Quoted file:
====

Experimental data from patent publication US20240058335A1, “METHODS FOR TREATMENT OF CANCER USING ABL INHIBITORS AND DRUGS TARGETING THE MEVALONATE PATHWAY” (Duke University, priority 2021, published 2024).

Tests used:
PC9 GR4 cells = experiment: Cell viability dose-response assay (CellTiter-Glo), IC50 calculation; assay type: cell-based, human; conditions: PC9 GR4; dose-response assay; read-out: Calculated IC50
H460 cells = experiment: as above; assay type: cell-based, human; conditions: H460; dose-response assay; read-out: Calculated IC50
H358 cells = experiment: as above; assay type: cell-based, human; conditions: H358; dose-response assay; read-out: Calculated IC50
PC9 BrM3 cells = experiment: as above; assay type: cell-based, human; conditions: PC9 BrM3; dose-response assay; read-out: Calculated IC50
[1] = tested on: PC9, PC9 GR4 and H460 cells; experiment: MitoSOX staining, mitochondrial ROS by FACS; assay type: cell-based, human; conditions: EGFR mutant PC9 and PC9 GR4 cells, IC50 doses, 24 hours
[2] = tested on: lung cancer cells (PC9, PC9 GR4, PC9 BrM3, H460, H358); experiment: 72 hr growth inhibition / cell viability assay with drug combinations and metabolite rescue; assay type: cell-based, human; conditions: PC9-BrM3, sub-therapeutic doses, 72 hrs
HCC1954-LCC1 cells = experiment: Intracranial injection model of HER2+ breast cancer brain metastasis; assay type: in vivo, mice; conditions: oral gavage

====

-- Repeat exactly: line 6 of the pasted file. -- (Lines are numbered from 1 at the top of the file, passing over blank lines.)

PC9 BrM3 cells = experiment: as above; assay type: cell-based, human; conditions: PC9 BrM3; dose-response assay; read-out: Calculated IC50